If you’ve travelled to a European blues event in the last while, and if you spent any time at the bar, you’ll likely know Dan ‘Edgy’ Edgecombe.
You will have no doubt admired his luxuriant moustache and most excellent tattoo collection (along with his admirable capacity for good whiskey and rum).
What you might not know is that his most recent tattoo is of a St James cross, in honour of his favourite song.
Me: Dan, can I ask you about your obsession with St James Infirmary. I’m curious to hear all about it!
Dan: It started out not as an obsession. I loved that song and I didn’t know why. One day I realised I had many versions. My music collection was peppered throughout. I had versions that everyone played all the time and I also had versions nobody else played.
“My obsession started when I decided to look up the history of it.”
When I looked it up to find out the history of it, I found out that no-one really knows the true origin of the song.
What we do know is that ‘The Rake Song’ and ‘The Gambler’s Blues’ were two of the precursors to it.
I, like everyone else, thought St James Infirmary was about a dead girl and her lover who was sad that she was dead.
What it’s really about is an arrogant guy who is singing about how lucky his girl was to have him before he goes on to talk about his own life and his wishes for his own funeral.
“It’s all about what he wants. It’s not about her.”
Me: Why do you think everyone loves it so much?
Dan: It’s really solid. It’s a really good song. It’s easy to dance to. We love it because there are so many different versions but fundamentally there are only two.
Sometimes the story is told in the first person: the perspective of a guy who is singing about losing his girlfriend. Otherwise it is told in the third person: from our perspective when we are sitting at the bar listening to the guy who lost his girlfriend.
There are some variations in the verse about the funeral. The number of pall-bearers, the horses leading to the burial, each version will add/remove its own pieces. That’s why it isn’t always the same.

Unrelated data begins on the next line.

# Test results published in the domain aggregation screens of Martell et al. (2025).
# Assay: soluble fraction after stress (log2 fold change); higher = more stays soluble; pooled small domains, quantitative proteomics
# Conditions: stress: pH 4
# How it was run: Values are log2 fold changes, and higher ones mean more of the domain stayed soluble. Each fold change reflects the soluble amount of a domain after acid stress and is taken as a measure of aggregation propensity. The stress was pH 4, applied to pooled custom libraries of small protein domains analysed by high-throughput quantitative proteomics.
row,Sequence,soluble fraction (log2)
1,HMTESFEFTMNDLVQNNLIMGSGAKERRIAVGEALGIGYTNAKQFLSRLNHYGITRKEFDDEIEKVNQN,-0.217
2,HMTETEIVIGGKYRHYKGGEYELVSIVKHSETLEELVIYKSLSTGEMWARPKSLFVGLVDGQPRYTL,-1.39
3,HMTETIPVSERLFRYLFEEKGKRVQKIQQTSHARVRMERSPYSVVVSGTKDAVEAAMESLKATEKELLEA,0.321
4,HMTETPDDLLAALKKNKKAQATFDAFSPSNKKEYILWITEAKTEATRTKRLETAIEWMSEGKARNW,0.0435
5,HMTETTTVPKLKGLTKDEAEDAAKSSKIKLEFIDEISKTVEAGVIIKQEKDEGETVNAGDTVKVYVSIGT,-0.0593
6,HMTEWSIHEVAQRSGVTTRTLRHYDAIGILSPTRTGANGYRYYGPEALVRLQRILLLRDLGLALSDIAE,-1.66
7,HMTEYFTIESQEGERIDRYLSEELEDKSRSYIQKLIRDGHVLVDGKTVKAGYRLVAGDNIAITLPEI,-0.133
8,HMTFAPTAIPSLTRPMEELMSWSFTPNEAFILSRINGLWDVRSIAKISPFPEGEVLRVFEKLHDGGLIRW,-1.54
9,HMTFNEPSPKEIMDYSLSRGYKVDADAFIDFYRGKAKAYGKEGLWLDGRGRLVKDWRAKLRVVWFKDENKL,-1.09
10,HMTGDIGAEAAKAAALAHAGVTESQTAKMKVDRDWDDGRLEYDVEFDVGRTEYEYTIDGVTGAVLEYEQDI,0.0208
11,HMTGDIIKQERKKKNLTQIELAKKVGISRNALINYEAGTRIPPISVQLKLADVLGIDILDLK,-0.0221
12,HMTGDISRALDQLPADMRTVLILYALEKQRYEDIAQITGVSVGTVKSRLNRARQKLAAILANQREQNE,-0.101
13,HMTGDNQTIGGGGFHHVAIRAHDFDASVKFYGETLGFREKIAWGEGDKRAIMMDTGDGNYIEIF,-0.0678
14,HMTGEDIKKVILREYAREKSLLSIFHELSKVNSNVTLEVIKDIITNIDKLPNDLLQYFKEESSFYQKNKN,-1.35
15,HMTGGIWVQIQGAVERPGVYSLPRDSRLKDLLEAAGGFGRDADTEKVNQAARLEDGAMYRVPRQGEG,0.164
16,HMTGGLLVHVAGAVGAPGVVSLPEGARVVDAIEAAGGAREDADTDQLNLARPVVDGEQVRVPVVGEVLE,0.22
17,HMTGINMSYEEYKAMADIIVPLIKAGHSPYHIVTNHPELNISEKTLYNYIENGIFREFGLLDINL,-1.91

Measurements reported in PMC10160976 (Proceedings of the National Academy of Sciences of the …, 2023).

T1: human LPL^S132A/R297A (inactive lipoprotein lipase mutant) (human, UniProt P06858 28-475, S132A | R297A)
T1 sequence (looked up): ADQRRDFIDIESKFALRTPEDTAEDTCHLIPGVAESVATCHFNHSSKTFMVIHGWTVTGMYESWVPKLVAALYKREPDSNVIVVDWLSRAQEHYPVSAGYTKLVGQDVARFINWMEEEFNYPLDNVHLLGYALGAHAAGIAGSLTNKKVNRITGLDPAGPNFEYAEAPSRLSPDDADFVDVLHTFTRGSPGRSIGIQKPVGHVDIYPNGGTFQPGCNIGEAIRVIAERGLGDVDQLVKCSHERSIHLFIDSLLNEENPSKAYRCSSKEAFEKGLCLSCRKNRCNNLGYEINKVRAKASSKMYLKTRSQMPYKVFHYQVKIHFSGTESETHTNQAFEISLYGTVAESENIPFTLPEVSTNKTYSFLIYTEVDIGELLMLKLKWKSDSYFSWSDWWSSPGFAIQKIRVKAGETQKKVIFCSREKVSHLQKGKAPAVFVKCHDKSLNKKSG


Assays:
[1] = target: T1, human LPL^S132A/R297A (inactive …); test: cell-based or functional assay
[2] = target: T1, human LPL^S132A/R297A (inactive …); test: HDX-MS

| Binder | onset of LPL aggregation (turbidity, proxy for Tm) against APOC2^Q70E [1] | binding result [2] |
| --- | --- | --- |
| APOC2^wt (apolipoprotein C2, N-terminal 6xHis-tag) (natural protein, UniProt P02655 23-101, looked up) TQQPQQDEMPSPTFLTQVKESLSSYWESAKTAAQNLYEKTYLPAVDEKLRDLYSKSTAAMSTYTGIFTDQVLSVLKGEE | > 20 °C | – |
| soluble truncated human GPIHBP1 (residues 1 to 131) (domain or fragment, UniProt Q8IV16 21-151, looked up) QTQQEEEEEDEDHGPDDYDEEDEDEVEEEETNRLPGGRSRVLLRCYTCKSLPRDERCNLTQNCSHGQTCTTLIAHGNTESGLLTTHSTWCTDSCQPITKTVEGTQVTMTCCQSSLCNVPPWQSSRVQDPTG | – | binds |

Another line that is sometimes there, and sometimes not:
“There are 13 men going to the graveyard and only twelve are ever comin’ back.”
I like that line.
The White Stripes recorded a version and introduced an entirely new verse of their own. That one was the first new verse to be added that I can find.
Every version of the song is different and yet it is somehow the same. I always ask myself, “What will I discover in this version?”
Me: Tell me about that a-m-a-z-i-n-g version by the Australian band that I’ve heard you play!
Dan: The Graveyard Train from Melbourne play their own ‘horror themed’ country music. They are a kind of niche band.
I once had the chance to hear them play for Triple R in Melbourne. It was a live radio recording and I was excited to go and hear them as they are a great live band.
Their opening track was St James Infirmary. I was unaware that it was in their repertoire, it was mind-blowing, to this day it is still my favourite version in my collection.
Because they’d recorded for the radio, I was told that I’d be able to download it. I spent the whole of Monday refreshing my browser until they uploaded the stream. I then spent the rest of the evening splitting it into separate tracks.
“If there was just one version I could listen to, that would be the one. I listen to it over and over.”
If you hear me playing it, near the beginning, if you listen really carefully, you might hear a strange squeak. (That’s me realising what was about to happen.)
Recently I exchanged versions with another DJ who had around 60 versions of the song. I had around 100. While we expected there to be mostly duplicates, we actually found that there were only a couple of duplicates (the most played versions).
I discovered just this morning that I have a 28 minute version. It’s a radio play of the song. I’m going to listen to that later.
Dan, thank you for sharing your passion for St James Infirmary.
We all love it.
I love that you have more versions of it than anyone else.
Thank you also for the rum recommendation at Fair City Blues in Dublin. (Next time we get to hang out, the rum’s on me.)